The Penalty of Death | Major English – XII Content
The Penalty of Death | Major English – XII
Should The Penalty of Death be taken literally, the thesis would explicitly be: “What I contend is that one of the prime objects of all judicial punishments is to afford the same grateful relief (a) to the immediate victims of the criminal punished, and (b) to the general body of moral and timorous men” (Mencken). As a satire however, Mencken ridicules this statement as he supports it, and therefore his thesis is implicit, expressing his criticism of the American treatment of the death penalty. Mencken speaks satirically in the essay as an upstanding citizen patriotically supporting his country’s justice system while, also patriotically, offering helpful suggestions to improve it. The syntax is kept simple and many colloquialisms and clichés are used to give the speaker a personal, conversational voice. Mencken writes mainly for the pro-death penalty audience, as this “patriotic” perspective is exaggerated to the point where it mocks these advocates. This tone is achieved through exaggeration, such as the first “argument against capital punishment” that is discussed, saying “that hanging a man…is degrading to those who have to do it and revolting to those who have to witness it” (Mencken). Mencken does not mention the obvious arguments against the death penalty, such as a person’s right to life, instead exaggerating the American priority on a person’s own comfort. Also contributing to the sarcastic, mocking tone is euphemism, such as the repeated use of “katharsis” as a blatant replacement for “revenge”.
The essay is structured at first in a problem-solution form. Mencken wastes no time refuting the two “arguments against capital punishment” that open the essay, and offers his satirical thesis about “grateful relief” as a solution to the problem of the death penalty’s apparent uselessness. The “grateful relief” solution is, of course, ironic; it implies that that absurd goal is the only real reason that American uses the death penalty. Through example, he supports his argument of katharsis until arriving at the issue of a prisoner’s lengthy stay on death row. Here, Mencken’s true intentions start to emerge as he begins sympathize with the condemned criminals. He describes how it is unjust that “a murderer, under the traditional American system, is tortured for what, to him, must seem a whole series of eternities” (Mencken). Now that the criminal is being viewed as human again, the Mencken’s moral argument of whether the death penalty is right becomes apparent. This ends the essay with the message that all people should be treated ethically, which is effective after the completion of four or five paragraphs that claim the death penalty is not ethical. The essay’s abrupt end, without any sort of conclusion, may be jarring to the reader but also ensures that the reader is actively thinking about Mencken’s final message when the essay is put down.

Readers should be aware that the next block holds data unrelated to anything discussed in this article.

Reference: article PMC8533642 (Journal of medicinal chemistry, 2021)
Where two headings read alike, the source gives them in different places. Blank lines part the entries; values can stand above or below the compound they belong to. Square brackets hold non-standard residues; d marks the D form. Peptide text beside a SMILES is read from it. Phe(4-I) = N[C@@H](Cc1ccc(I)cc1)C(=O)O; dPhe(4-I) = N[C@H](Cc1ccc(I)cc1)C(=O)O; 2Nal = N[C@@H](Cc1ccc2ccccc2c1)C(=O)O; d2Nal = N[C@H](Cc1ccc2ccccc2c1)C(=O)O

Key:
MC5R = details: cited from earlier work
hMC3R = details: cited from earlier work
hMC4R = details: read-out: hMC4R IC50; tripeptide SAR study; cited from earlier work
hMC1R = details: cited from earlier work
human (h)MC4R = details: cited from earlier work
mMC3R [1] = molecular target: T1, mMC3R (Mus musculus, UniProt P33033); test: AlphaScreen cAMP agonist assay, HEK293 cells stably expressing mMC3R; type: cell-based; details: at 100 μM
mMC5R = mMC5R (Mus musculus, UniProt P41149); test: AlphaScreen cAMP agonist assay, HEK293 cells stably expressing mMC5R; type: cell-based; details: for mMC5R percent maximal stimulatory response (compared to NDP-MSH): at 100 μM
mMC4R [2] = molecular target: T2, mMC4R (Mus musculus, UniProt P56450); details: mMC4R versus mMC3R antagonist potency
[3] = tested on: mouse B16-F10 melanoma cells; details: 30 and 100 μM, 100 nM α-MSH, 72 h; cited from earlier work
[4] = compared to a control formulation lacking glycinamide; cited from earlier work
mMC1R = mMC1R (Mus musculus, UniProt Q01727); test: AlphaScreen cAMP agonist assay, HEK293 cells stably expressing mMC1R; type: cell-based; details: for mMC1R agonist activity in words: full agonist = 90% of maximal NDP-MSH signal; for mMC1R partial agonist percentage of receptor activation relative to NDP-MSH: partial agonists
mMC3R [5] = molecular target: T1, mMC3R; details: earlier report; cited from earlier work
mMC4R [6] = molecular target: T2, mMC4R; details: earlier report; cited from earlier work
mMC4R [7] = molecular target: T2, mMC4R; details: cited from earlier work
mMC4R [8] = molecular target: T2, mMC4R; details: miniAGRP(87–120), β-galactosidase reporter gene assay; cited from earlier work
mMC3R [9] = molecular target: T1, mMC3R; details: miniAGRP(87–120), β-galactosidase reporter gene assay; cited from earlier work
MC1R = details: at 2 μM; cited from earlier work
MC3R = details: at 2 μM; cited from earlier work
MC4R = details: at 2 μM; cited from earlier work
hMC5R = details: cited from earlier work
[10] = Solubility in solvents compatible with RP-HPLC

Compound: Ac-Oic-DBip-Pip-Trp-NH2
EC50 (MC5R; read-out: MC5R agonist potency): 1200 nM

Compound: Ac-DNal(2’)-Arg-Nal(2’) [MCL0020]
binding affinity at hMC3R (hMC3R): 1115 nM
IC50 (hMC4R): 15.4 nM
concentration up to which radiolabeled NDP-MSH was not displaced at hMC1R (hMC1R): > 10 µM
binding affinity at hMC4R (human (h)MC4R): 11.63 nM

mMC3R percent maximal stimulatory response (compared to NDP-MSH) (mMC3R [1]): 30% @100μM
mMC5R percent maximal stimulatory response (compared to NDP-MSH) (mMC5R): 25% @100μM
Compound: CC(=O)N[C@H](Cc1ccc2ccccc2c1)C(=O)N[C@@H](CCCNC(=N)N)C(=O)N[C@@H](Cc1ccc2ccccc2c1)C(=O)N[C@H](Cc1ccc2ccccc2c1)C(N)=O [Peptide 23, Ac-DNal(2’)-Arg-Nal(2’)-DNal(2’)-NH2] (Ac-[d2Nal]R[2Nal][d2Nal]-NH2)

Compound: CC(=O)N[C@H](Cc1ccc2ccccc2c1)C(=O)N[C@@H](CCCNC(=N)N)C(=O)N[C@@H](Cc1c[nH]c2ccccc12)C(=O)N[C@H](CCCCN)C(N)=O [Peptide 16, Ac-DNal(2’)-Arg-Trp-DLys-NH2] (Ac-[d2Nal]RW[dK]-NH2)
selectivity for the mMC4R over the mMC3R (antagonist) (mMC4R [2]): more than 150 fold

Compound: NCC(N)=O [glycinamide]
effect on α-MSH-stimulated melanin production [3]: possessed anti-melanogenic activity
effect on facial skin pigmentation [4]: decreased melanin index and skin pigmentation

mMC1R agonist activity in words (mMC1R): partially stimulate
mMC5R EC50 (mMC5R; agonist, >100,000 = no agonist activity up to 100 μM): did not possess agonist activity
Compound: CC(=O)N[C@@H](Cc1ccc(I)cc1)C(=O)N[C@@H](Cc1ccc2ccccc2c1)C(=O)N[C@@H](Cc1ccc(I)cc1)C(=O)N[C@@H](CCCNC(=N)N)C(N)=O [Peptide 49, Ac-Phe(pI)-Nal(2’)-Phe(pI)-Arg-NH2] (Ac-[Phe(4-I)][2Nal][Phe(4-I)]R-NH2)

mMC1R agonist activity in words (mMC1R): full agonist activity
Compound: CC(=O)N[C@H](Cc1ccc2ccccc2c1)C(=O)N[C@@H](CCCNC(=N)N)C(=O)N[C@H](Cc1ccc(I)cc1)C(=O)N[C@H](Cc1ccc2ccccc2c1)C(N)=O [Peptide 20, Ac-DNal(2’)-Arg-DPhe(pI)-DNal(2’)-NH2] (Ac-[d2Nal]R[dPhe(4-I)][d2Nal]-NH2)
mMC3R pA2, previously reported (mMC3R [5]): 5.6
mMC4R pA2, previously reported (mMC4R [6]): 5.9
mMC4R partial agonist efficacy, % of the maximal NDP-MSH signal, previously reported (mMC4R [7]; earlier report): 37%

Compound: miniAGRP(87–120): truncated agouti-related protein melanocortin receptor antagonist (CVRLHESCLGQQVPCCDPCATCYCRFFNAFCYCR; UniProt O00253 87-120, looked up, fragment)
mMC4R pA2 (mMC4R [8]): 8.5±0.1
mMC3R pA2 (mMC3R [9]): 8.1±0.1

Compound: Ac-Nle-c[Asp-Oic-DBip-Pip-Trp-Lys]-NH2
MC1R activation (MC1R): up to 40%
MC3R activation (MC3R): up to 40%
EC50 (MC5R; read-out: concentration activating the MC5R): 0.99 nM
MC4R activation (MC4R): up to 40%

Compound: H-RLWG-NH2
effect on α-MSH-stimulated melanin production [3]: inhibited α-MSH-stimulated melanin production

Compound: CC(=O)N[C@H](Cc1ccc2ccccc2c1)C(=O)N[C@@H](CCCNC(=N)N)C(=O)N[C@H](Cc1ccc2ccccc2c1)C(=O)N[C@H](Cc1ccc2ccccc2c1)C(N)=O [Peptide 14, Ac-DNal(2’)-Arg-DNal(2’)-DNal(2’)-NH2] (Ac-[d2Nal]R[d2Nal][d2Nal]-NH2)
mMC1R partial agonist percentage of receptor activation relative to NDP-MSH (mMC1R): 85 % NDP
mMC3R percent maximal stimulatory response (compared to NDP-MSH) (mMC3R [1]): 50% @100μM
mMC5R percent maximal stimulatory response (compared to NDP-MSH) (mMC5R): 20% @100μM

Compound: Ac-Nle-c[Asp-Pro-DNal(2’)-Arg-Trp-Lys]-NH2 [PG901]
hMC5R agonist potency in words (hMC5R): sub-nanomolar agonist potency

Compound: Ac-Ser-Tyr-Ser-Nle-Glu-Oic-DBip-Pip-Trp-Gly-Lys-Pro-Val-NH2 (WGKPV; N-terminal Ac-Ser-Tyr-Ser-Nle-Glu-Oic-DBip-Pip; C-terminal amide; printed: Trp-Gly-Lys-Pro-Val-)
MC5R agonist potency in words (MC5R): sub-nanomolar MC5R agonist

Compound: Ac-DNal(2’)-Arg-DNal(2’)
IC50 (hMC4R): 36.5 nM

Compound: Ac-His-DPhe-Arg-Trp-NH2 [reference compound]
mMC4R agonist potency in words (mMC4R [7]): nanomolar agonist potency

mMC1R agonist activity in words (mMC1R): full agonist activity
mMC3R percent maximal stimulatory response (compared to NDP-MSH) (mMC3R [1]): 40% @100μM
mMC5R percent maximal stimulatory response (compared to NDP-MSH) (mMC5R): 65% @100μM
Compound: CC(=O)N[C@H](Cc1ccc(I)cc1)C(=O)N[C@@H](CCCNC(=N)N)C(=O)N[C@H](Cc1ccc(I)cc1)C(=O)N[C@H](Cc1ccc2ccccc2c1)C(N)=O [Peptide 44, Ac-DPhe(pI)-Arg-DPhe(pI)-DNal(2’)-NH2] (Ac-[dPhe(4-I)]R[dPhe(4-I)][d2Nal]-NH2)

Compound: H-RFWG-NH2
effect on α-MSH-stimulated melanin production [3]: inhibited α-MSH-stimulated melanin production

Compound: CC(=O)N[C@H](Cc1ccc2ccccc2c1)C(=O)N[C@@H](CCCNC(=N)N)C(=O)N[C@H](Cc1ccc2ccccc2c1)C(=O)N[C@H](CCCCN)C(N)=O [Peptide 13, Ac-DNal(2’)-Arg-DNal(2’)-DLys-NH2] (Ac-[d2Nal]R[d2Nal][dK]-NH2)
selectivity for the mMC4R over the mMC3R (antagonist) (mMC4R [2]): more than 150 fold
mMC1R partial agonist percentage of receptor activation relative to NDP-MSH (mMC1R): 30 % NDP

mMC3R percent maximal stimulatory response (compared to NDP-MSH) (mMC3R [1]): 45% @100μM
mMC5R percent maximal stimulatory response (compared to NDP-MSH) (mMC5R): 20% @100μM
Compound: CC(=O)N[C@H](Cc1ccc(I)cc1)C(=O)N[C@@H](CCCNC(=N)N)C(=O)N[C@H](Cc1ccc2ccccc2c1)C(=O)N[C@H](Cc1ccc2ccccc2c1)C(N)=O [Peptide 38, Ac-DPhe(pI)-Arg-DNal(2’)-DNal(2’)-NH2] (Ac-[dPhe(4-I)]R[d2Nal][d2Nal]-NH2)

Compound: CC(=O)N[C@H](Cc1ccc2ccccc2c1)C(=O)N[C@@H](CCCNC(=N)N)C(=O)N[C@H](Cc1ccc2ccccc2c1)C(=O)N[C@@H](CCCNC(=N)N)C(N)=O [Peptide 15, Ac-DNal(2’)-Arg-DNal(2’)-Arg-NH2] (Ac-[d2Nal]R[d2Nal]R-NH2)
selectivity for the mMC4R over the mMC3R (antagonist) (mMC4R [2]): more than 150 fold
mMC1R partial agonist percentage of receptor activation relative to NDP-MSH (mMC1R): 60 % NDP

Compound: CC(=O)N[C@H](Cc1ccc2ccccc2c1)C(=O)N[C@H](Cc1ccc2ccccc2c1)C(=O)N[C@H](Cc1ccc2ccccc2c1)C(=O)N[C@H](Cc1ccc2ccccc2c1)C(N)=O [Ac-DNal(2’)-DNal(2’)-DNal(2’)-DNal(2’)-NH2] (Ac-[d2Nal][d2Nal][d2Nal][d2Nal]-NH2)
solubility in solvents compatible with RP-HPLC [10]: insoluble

In these final paragraphs, Mencken uses strong imagery such as being “tortured…a whole series of eternities” as an appeal to pathos and ethos, stimulating the reader’s emotions and sense of ethics. While this appeal to pathos closes the essay on a serious note, the rest of the satire appeals mostly to ethos and logos. Logos is present everywhere, particularly in Mencken’s refute of an executioner’s misery and his introduction of katharsis as a reason for the penalty, which he, in sarcasm and irony, supports heavily. As the essay is a satire, ethos is called on in nearly every point Mencken makes, as he suggests “you’re not anything like the people I’m mocking, are you?”
The Penalty of Death is very effective in its delivery of Mencken’s opinions. Mencken’s sense of humor makes it clear from the beginning what he intends to discuss and how he will do it, and his detailed support of his satirical thesis “katharsis” makes his message enjoyable as well as informative. His satirical voice is believable as pro-death penalty American, but his meaning is clearly driven home when the essay, like the life of a doomed prisoner, is ended before its natural close. As Mencken suggests, maybe the judicial system needs a new “healthy letting off of steam”.